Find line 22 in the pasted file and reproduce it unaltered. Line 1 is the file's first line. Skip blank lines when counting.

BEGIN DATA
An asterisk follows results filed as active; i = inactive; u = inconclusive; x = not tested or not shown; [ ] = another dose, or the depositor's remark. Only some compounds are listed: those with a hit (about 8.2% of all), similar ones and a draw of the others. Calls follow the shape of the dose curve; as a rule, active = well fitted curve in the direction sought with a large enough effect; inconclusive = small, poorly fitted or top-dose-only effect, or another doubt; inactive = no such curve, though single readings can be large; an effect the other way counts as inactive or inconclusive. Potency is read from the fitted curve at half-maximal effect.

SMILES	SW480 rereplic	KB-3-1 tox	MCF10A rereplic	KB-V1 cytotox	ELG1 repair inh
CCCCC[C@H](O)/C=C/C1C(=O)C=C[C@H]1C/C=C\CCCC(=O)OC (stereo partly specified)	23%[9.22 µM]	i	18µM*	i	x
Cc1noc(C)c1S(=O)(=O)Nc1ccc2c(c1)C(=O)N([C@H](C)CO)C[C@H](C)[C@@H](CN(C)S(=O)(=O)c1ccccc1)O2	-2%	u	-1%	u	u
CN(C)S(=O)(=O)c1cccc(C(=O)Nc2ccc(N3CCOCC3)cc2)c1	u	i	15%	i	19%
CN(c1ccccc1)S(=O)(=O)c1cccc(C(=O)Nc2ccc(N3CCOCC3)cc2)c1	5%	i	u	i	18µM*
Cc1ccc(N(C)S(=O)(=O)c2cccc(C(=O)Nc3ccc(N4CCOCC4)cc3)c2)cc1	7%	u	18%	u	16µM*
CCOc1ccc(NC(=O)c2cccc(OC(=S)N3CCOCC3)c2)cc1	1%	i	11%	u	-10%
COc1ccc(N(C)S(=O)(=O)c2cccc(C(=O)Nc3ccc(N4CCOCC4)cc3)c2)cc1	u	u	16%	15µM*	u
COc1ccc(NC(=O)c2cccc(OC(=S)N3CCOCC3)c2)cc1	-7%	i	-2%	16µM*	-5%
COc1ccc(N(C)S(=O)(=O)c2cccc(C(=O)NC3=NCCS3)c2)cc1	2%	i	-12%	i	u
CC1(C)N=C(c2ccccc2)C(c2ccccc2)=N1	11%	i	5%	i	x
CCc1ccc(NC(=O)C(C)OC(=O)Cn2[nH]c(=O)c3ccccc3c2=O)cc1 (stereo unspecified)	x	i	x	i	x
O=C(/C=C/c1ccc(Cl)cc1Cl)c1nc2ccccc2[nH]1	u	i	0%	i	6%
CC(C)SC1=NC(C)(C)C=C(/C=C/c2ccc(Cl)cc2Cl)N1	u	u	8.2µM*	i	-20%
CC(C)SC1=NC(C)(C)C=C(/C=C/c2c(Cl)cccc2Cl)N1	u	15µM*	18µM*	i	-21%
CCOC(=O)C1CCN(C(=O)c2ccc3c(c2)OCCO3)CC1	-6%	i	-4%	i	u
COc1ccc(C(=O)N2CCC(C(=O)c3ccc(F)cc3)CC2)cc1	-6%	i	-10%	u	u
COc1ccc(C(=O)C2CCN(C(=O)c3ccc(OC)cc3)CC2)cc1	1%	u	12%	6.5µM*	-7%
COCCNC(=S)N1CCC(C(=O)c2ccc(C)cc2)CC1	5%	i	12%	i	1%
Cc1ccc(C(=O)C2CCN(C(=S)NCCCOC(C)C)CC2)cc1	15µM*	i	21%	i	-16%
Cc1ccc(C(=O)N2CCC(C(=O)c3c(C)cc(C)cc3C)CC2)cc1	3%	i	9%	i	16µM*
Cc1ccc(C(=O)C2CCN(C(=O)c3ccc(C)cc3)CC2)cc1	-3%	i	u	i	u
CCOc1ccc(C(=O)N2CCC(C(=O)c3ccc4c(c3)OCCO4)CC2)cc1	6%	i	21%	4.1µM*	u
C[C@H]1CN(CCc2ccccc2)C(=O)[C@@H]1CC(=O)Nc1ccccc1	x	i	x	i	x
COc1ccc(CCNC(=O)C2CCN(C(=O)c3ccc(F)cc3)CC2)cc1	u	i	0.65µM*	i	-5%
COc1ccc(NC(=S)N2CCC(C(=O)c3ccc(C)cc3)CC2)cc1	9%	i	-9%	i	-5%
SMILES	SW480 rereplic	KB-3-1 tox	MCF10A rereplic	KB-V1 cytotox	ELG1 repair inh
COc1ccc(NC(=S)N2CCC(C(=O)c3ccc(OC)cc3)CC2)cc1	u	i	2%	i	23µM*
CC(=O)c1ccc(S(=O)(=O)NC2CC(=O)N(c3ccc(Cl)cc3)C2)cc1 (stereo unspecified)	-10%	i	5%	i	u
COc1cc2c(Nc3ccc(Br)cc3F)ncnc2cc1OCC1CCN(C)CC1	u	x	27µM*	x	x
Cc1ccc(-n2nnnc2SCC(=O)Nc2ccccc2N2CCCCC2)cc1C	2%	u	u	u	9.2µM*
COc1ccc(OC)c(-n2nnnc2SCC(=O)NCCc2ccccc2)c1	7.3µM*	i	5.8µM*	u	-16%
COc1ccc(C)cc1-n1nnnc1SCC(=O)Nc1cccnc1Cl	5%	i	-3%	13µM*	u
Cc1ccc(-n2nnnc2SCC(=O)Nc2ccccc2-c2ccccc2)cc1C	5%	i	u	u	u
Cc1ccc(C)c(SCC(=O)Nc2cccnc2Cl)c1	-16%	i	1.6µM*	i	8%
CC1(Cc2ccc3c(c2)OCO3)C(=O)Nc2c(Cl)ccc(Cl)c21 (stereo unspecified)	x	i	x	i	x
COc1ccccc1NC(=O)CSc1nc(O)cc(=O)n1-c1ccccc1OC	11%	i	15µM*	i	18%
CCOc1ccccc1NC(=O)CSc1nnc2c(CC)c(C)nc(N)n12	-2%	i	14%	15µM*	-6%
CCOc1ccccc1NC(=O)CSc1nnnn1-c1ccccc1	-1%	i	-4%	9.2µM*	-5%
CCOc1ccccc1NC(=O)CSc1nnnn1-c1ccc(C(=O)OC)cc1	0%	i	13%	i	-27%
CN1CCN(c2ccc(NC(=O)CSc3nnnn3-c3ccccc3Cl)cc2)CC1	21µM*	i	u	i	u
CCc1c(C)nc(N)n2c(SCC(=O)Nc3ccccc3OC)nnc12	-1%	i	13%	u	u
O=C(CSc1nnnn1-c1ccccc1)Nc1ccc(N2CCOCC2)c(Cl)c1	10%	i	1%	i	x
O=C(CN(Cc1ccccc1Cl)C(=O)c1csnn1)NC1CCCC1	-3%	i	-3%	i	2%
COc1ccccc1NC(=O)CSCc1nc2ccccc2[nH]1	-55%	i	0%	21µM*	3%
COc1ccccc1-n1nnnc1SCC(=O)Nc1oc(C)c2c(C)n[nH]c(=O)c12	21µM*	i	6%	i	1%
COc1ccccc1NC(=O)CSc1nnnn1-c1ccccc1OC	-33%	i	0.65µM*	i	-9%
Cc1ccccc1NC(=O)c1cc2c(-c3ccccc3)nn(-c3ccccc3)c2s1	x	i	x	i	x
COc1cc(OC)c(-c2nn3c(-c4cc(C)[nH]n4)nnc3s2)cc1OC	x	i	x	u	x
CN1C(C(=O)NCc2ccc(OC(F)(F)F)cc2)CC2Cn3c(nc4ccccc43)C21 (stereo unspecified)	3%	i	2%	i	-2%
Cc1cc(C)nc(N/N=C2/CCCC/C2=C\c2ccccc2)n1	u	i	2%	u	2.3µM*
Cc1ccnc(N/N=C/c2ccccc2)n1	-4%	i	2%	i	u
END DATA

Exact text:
Cc1ccc(C(=O)N2CCC(C(=O)c3c(C)cc(C)cc3C)CC2)cc1	3%	i	9%	i	16µM*